The film-like electrode catalyst layer 25 is continuously bonded integrally to the resulting porous conductive substrate 24. The electrode catalyst material may include the anodes and cathodes described in U.S. Pat. Nos. 3,134,697, 3,297,482, 3,432,355, 3,489,670 and 4,039,409, and other known substances with electrode catalyst activity. Typical anode catalyst materials include, for example, platinum-group metals such as ruthenium, iridium, platinum, palladium and rhodium, the alloys of these platinum-group metals such as platinum-iridium, platinum-palladium-rhodium, etc., oxides and mixed oxides of the platinum-group metals such as RuO2, PdO, RuO2 -IrO2, etc, mixtures of these oxides with oxides of valve metals such as titanium, tantalum, niobium and zirconium or other more base metals such as TiO2, Ta2 O5, ZrO2, etc., metal borides such as Sn3 B4, etc., carbides such as WC, TiC, etc., and nitrides such as AlN, TiN, etc., either alone or in combination.

Typical cathode catalyst materials include nickel, iron, valve metals such as titanium, zirconium, etc., the oxides thereof such as TiO2, WO3, MoO2, etc., platinum-group metals such as platinum, palladium, ruthenium, iridium, etc., the oxides thereof such as RuO2, IrO2, etc., carbon and mixtures of these materials.

There is no particular restriction on the manner of bonding the electrode catalyst material as the porous film-like electrode catalyst layer 25 to the conductive substrate 24, and various means can be employed. One suitable means involves depositing the electrode catalyst material on the conductive substrate 24, either directly or after forming a porous catalyst layer substrate thereon, by thermal decomposition, plating, dipping or coating followed by baking, spraying, hot pressing, vacuum deposition, etc. Formation of the porous catalyst layer substrate prior to the above bonding procedure can be effected, for example, by welding, spraying, partial leaching-out of an alloy coating, sintering, etc.

The electrode catalyst layer 25 must be porous to such an extent that it is permeable to gases and electrolytes, because, as shown on an enlarged scale in FIG. 4, the catalyst layer 25 should permit migration of ions involved in the electrolytic reaction and discharge of the electrolysis products such as gases generated in the spaces inside the electrode catalyst layer from that surface of the catalyst layer 25 which is opposite the surface to be in intimate contact with the diaphragm 21. A suitable porosity for the electrode catalyst layer ranges from about 30% to about 90%, preferably 50% to 70%. Preferably, the electrode catalyst layer 25 has pores usually with a diameter of about 4 to 100 microns and substantially extending through the catalyst layer 25. There is no particular restriction on the thickness of the electrode catalyst layer 25. However, since larger thicknesses result in a substantial increase in the average distance between the electrodes and this causes an increase in the electrolysis voltage, the catalyst layer 25 should usually have a thickness of about 2 to about 50μ.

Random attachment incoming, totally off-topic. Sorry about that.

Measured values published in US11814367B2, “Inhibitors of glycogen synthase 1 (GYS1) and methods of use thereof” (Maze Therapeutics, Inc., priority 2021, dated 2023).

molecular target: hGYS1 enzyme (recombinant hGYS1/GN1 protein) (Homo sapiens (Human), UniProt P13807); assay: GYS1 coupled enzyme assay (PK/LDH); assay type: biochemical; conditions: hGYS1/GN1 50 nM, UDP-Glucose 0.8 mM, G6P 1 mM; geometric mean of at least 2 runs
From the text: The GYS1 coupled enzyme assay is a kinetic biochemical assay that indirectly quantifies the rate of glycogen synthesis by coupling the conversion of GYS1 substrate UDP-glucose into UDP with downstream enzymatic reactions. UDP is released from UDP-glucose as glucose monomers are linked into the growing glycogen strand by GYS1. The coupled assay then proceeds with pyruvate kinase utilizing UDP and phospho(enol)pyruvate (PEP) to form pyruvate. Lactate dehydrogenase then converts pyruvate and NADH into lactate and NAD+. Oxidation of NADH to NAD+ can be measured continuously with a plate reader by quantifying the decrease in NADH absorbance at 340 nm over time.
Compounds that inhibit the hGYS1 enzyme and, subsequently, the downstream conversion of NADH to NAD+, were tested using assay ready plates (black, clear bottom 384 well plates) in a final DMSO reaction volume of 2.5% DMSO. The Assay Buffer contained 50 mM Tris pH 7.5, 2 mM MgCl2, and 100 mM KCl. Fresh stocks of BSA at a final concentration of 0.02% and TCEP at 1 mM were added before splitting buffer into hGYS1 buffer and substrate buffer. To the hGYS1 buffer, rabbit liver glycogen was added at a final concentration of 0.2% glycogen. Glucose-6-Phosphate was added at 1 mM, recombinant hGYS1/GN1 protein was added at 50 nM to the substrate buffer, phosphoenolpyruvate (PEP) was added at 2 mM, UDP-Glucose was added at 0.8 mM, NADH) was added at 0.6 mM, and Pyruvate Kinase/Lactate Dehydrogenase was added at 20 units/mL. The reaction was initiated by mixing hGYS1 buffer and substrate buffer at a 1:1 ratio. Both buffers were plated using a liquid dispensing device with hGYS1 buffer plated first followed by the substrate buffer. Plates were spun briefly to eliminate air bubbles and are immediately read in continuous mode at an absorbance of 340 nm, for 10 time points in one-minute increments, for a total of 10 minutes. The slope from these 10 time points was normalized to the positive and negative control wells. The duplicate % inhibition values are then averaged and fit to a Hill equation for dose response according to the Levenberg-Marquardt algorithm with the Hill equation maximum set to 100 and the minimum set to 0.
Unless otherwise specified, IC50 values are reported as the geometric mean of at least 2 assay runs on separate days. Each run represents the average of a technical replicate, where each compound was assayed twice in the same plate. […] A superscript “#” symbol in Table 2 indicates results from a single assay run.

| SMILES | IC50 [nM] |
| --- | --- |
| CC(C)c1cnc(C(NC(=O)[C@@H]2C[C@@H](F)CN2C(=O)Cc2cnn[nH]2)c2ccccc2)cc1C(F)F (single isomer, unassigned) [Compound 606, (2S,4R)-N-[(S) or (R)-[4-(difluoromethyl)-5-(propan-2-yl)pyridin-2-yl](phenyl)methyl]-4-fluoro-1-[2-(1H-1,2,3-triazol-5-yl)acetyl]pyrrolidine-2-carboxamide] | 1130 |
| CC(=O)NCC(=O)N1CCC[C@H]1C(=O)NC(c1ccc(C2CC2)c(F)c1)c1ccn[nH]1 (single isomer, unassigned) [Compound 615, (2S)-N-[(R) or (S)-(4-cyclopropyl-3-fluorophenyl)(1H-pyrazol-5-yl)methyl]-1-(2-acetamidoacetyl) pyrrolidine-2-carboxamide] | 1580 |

The electrolysis apparatus is produced by contacting the ion exchange resin diaphragm 21 intimately with the electrode structure 22 with the electrode catalyst layer 25 bonded thereto in the above-described manner. The method of achieving the intimate contact is not particularly limited, and it may be performed by mechanical bonding under a suitable pressure. If desired, in order to ensure more intimate contact and thus avoid formation of an electrolyte solution layer on the contact surface, a hot press method or a method involving use of a binder such as a fluorocarbon resin can be used.

It has been found in accordance with this invention that the performance of the electrolysis apparatus of this invention in an electrolysis operation can be further improved by providing an anticorrosive electrically conductive porous coating 27 with a lower activity than the electrode catalyst material in the interface between the electrode catalyst layer 25 and the solid polymer electrolyte diaphragm 21, as shown in FIG. 4. This effect is especially outstanding when the coating layer 27 is provided on the side of the anode electrode structure.

In electrolyzing an aqueous solution of an alkali metal halide, the contact surface between the diaphragm 21 and the anode electrode structure 22 becomes more or less strongly alkaline due to the presence of OH ion which leaks from the cathode side and moves backward, and therefore, the electrode catalyst layer is likely to be corroded. Providing the anticorrosive coating layer 27 protects that surface and inhibits corrosion. Moreover, since the coating 27 has low activity and thus has high overvoltage characteristics in chlorine and oxygen generating reactions, no gas is generated on its surface and an increase in electrolysis voltage due to the presence of bubbles can be prevented. On the other hand, the OH ion which moves backward is attracted without a discharge reaction to the low-activity coating 27 having the same potential as the anode catalyst layer 25 because of its conductivity. As a result, a layer of OH ion is formed in the vicinity of the coating 27 and serves as a barrier layer hampering the movement of OH ion in the direction of the anode. Accordingly, oxygen generation and a decrease of current efficiency at the anode which are due to the backward movement of OH ion can be minimized.